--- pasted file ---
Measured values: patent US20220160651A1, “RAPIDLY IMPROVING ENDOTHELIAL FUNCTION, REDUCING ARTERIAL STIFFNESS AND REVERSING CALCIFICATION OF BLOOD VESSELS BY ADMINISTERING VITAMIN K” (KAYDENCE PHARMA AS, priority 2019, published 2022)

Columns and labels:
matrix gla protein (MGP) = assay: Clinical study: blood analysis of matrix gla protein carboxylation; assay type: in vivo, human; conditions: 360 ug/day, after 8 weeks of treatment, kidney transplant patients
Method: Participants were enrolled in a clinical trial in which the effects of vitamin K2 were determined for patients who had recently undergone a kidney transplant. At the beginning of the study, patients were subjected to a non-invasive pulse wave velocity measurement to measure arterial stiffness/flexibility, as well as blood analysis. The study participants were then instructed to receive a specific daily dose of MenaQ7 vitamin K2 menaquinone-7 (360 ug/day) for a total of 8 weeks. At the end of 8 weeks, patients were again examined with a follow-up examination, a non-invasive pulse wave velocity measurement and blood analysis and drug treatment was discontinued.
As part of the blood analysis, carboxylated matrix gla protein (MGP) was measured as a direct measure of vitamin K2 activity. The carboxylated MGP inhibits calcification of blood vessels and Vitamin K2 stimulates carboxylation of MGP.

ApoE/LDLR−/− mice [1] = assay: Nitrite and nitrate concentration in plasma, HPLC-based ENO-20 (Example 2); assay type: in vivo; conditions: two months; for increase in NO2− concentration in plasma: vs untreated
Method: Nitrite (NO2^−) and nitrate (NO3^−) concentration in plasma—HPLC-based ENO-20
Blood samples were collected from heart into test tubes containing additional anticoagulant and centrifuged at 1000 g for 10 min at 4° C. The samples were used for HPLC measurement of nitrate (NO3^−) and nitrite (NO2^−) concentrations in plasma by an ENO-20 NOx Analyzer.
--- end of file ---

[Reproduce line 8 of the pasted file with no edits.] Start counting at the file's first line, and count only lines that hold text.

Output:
Blood samples were collected from heart into test tubes containing additional anticoagulant and centrifuged at 1000 g for 10 min at 4° C. The samples were used for HPLC measurement of nitrate (NO3^−) and nitrite (NO2^−) concentrations in plasma by an ENO-20 NOx Analyzer.